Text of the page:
Sometimes we’re under the impression that finishing a WooCommerce development project is the end of the road, but that’s really just the beginning. When you hand over a site it’s the start of that store’s life cycle and, as a developer, you likely will not be the most important person on the store anymore. The store owner and their customers will be.
At least, they should be.
Upon chatting to a lot of developers, it becomes clear quite fast that it can be challenging to transfer a project successfully. What does that even mean in the first place?
Read on for tips on handing over a store successfully to your customers.
WooCommerce is used by store owners from all over the world – store owners such as Tshegofatso Tlhong. Tshego is a young woman from Botswana with a strong entrepreneurial spirit, and is also the managing director and founder of Ziigie.com.
We sat down with Tshego to find out more about how WooCommerce is helping her to ship ideas, along with the unique challenges she faces as an eCommerce entrepreneur in southern Africa.
Please contact support if you have any questions about this change. Thanks for your understanding!
At WooThemes, we believe in empowering users with our software. Together with our users and developers, we want to build the best possible eCommerce plugin with the best possible UX and UI. However, it’s not always easy for someone new to eCommerce to learn to use our plugin.
We’re always aiming at making it easier to use WooCommerce, whether it’s through improving the onboarding process or creating helpful educational content. At the same time, we are aware that there is a lot to learn, especially if you are new to selling online.
That’s why we’ve now teamed up with SIDEKICK to make WooCommerce walkthroughs available right on your store. With SIDEKICK, you can be fully trained on using WooCommerce and its extensions without ever leaving your office.
Watch the video below for a quick overview, then keep reading to learn more about why we decided to partner with SIDEKICK, and how these new walkthroughs can help you sell online faster than ever before.
While WooThemes was still a small company, it was easy to share necessary information with new team members (who we call “Ninjas”) as needed. However, this onboarding process gradually became more difficult as the team grew.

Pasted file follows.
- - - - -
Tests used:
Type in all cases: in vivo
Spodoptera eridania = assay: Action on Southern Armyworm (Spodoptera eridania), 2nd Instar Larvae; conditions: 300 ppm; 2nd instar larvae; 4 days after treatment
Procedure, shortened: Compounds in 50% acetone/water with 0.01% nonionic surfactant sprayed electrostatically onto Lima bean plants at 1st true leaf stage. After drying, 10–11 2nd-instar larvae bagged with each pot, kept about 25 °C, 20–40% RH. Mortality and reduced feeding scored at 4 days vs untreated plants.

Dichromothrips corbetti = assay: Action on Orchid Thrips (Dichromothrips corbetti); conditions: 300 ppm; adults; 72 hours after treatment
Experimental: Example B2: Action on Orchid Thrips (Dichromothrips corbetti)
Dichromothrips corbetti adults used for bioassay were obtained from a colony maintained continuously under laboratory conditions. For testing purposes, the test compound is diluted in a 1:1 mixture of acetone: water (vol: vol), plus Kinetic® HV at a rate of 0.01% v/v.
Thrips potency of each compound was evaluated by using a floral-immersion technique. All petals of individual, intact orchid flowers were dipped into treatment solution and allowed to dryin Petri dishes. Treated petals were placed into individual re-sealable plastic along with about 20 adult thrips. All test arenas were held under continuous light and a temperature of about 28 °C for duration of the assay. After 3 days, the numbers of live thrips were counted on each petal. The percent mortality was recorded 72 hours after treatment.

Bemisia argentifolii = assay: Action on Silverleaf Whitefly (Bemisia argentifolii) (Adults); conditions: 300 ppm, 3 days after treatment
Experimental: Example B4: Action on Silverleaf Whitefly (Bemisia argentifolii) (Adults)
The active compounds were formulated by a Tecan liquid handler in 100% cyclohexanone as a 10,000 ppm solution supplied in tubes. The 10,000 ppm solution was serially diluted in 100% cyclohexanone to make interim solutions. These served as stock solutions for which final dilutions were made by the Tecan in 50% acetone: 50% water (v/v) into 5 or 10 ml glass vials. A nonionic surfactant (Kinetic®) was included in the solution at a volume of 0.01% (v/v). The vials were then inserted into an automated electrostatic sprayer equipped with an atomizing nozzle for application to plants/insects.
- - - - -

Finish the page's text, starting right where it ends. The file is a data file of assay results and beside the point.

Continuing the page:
Several years ago, some of our team members started compiling a Google Doc with some of the most relevant information: our mission and focus, the most important tools we use, administrative details, and so on.
This solved several problems we had with onboarding. Most importantly, we didn’t throw people in at the deep end anymore — they now had a resource to review upon joining. It was also easy to edit. If some tools changed or some information needed to be added, anyone in the team could do it. Finally, we were already using Google Drive as a company, so our team members could consult the doc as needed.
However, there were also a few downsides. The most important one was that it got quite bulky. There were so many links in the document, and following that link often resulted in finding another document with more links. Before the new Ninja knew it, they had opened a dozen new tabs with different information, and that made it difficult to get back to the core.
It was also extremely challenging for supervisors and mentors to keep track of what was happening. Had the new Ninja read through everything or not? Did they need some assistance?
One of my first projects at WooThemes was addressing these challenges while still retaining the advantages of the Google Doc. Together with a small team, I started looking at our options. After a short while, we decided that we should use Sensei.
Last weekend I went up to Nairobi, Kenya for the first time in my life to attend the CMS Africa Summit. CMS Africa tries to bring code and a drive for tech oriented startups in the African continent and organises a conference once a year, with a focus on encouraging developers and startups to look to Open Source Software as a primary way of diving in.
Apart from some great talks, the conference – as are most – was primarily a great place to connect with leading tech companies and individuals from all over Africa. And of course have some good discussion on what is the best CMS out there (we of course all know WordPress beats Joomla! and Drupal).